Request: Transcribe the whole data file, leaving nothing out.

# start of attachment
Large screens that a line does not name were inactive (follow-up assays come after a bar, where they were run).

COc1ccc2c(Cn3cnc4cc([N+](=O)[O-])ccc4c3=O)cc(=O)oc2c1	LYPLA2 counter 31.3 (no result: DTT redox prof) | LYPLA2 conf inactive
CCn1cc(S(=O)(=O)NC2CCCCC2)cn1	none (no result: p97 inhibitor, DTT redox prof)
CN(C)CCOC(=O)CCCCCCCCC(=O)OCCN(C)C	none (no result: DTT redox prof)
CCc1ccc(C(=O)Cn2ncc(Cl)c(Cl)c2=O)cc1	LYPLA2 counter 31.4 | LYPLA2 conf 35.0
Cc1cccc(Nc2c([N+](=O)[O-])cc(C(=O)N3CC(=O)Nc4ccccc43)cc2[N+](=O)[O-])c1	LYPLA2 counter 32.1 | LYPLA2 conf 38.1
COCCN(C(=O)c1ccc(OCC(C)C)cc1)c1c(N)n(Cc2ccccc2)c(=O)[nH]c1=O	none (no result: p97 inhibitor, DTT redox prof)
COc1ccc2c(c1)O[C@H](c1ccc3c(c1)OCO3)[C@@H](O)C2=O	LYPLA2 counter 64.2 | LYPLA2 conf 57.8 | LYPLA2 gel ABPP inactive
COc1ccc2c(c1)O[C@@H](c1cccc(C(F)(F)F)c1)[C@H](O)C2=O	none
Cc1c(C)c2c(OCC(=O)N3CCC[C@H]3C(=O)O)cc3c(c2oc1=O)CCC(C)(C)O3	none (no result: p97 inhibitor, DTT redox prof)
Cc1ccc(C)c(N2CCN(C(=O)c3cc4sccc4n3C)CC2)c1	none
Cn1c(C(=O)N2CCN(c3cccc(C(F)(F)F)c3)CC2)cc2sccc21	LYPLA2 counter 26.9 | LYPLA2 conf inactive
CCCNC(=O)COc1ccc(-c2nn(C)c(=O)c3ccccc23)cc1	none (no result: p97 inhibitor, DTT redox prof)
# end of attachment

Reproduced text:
Large screens that a line does not name were inactive (follow-up assays come after a bar, where they were run).

COc1ccc2c(Cn3cnc4cc([N+](=O)[O-])ccc4c3=O)cc(=O)oc2c1	LYPLA2 counter 31.3 (no result: DTT redox prof) | LYPLA2 conf inactive
CCn1cc(S(=O)(=O)NC2CCCCC2)cn1	none (no result: p97 inhibitor, DTT redox prof)
CN(C)CCOC(=O)CCCCCCCCC(=O)OCCN(C)C	none (no result: DTT redox prof)
CCc1ccc(C(=O)Cn2ncc(Cl)c(Cl)c2=O)cc1	LYPLA2 counter 31.4 | LYPLA2 conf 35.0
Cc1cccc(Nc2c([N+](=O)[O-])cc(C(=O)N3CC(=O)Nc4ccccc43)cc2[N+](=O)[O-])c1	LYPLA2 counter 32.1 | LYPLA2 conf 38.1
COCCN(C(=O)c1ccc(OCC(C)C)cc1)c1c(N)n(Cc2ccccc2)c(=O)[nH]c1=O	none (no result: p97 inhibitor, DTT redox prof)
COc1ccc2c(c1)O[C@H](c1ccc3c(c1)OCO3)[C@@H](O)C2=O	LYPLA2 counter 64.2 | LYPLA2 conf 57.8 | LYPLA2 gel ABPP inactive
COc1ccc2c(c1)O[C@@H](c1cccc(C(F)(F)F)c1)[C@H](O)C2=O	none
Cc1c(C)c2c(OCC(=O)N3CCC[C@H]3C(=O)O)cc3c(c2oc1=O)CCC(C)(C)O3	none (no result: p97 inhibitor, DTT redox prof)
Cc1ccc(C)c(N2CCN(C(=O)c3cc4sccc4n3C)CC2)c1	none
Cn1c(C(=O)N2CCN(c3cccc(C(F)(F)F)c3)CC2)cc2sccc21	LYPLA2 counter 26.9 | LYPLA2 conf inactive
CCCNC(=O)COc1ccc(-c2nn(C)c(=O)c3ccccc23)cc1	none (no result: p97 inhibitor, DTT redox prof)